My mother kept dozens of journals in her lifetime, many of which I am now uncovering as I carefully go through her things. These upcoming posts are from a letter my mom mailed to many of her friends and family to brief them on their new life in Gaborone, Botswana. Since it is lengthy, I will post it in sections, as it had been written. At the end of each post, I've added an update that she wrote prior to the end of my father's four-year contract with AED. She called this letter Life in Botswana.
Nancy and Ed arrived in Botswana, in southern Africa, in 1988. Botswana is located just north of South Africa, and the capital, Gaborone, is six miles from the border and 4–5 hours to Johannesburg, by car, all on good, paved roads. Namibia lies to the west and Zimbabwe to the east. North of us is the narrow Caprivi Strip, which belongs to Namibia, and 25 miles north of it is Angola. At the northeast corner of Botswana there is a ferry which crosses the Zambezi River to Zambia on the other side. Now that you know where we are, we'll try to tell you what we've been doing the past two years since letter writing is not our strong suit.
The reason for coming to Botswana is that Ed received an assignment from the Academy for Educational Development (AED) in Washington after responding to an ad in the Wall Street Journal. AED has a contract with the United States Agency for International Development (AID) to recruit for, and administer, a project entitled "Botswana Work and Skills Training (BWAST). At peak this ten-year BWAST project had 35 operational experts (OPEXERs) and their families in Botswana. AED also administered 150 Batswana (plural) students each year in U.S. schools and colleges. Each OPEXER assignment is initially two years, and some are renewed for one or more years. Ed's contract was extended by one year, so our last day will be August 28, 1991. [My dad's contract was then extended another year after that, for a total of four years.]
Ed's assignment is Advisor to the Trade and Investment Promotion Department (TIPA) in the Ministry of Commerce and Industry. The Ministry is located in a U-shaped enclave in the middle of Gaborone. The Ministry of Education is next door and on the other side, at the bottom of the U, is the National Parliament building. The inside of the U is a nice park, and across from our Ministry are the Ministry of Labour and the Ministry of Works, Transportation and Communication. Ed's office overlooks the park, where often I see one or two of a favorite bird, the hoopoe. From his window he can see the front of the Parliament building, where often speeches, presentations and honours are given, sometimes with accompaniment by the Botswana Defence Force band.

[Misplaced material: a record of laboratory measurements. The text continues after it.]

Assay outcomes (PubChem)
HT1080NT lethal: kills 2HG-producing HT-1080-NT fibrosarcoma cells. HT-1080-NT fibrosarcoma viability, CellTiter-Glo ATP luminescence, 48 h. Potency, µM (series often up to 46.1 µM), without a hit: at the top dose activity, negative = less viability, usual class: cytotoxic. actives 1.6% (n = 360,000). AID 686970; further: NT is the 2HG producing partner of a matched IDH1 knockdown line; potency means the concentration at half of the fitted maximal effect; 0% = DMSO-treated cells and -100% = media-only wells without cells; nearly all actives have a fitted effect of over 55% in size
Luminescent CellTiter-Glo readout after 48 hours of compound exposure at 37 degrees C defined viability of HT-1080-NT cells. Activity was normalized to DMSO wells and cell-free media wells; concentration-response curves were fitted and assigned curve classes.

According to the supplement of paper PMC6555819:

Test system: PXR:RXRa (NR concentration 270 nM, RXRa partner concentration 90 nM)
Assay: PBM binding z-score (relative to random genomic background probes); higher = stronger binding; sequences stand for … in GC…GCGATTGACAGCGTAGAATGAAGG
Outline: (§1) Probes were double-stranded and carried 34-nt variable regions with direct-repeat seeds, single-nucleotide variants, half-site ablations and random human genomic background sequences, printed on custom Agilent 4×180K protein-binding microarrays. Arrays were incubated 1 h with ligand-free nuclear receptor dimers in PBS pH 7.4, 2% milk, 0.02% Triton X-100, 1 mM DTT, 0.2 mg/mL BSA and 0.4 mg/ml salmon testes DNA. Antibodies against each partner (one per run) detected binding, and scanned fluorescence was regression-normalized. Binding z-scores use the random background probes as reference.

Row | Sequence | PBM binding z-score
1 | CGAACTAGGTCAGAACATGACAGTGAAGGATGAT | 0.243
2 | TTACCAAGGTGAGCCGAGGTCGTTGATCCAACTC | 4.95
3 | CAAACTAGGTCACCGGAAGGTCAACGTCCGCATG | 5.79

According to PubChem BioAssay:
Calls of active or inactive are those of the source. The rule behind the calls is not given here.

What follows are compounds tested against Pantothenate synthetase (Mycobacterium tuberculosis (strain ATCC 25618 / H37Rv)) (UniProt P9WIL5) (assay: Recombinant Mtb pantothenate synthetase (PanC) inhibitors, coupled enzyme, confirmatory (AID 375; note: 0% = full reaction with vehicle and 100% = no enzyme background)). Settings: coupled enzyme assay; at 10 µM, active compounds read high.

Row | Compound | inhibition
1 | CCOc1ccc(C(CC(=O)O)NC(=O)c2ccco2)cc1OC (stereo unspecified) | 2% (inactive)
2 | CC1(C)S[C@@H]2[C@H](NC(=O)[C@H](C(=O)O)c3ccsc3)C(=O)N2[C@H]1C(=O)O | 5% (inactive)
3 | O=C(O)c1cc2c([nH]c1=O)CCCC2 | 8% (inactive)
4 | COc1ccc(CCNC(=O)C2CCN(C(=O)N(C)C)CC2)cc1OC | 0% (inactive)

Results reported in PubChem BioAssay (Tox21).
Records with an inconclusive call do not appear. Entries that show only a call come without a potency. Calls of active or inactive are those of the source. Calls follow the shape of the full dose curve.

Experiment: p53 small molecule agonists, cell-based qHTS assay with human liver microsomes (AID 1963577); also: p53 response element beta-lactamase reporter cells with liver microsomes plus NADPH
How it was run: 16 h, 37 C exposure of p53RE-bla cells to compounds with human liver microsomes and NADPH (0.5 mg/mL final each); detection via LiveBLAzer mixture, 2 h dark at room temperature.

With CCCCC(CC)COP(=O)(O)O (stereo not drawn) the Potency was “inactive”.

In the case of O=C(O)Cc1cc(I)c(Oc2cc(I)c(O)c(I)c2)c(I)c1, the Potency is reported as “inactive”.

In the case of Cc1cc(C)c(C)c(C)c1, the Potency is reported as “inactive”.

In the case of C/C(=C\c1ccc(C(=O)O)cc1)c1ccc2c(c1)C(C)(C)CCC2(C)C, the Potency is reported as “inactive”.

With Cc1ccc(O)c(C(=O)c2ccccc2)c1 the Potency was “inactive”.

TIPA has 22 people in it, and has six unfilled positions (recruiting is a slow process). There are four sections – Investment Promotion; Export Development; Fairs and Missions; and Publicity, Public Relations and Information. Ed works with all sections, giving advice and assistance where he can. In TIPA there is a woman from Ghana, a man from Pakistan, and United Nations volunteers from Burma and England. All the rest are Batswana. The Director is a lovely woman in her early forties. She is married to the Permanent Secretary (a senior post) of the Ministry of Works, Transportation and Communication. They have three sons, all studying in Bulawayo, Zimbabwe.
Ed assists the Director with reports, analyses and memoranda which she often must write. She also is asked to write briefs and speeches for the Minister and the President of Botswana on subjects relating to commerce and industry, and Ed usually ends up writing them. He is proud to have written five speeches for the President, and once, before the President's trip to the U.S. to receive an honor and to meet President George Bush, Ed attended a briefing for the President.
The working day is 0730–1230, and 1345–1630: a long morning and a short afternoon. Most people take a short walk to the Mall about ten o'clock, when possible, to break the routine.
UPDATE: Ed's work has continued well, and he is pleased that the advice and assistance he has provided has contributed to the development of TIPA's staff, which now is clearly stronger and more capable than before. Other high points have been 1) the creation and production by Ed and Bob P. of Darien, a consultant, of a promotional brochure which won an award from the Advertising Council of New York. This effort took almost two years from writing terms of reference for the consultancy to clearing customs at the Gaborone Airport for the 20,000 copies (of 70,000) which were air-freighted from Mt. Vernon, NY; 2) participation on the committee which drafted a new Tourism Policy Act and an Industrial Policy Act; 3) contributing to Botswana's seventh National Development Plan, which has just begun; and 4) coordinating the approval, selection and funding process for a new publicity and investment promotion program for Botswana in the U.S.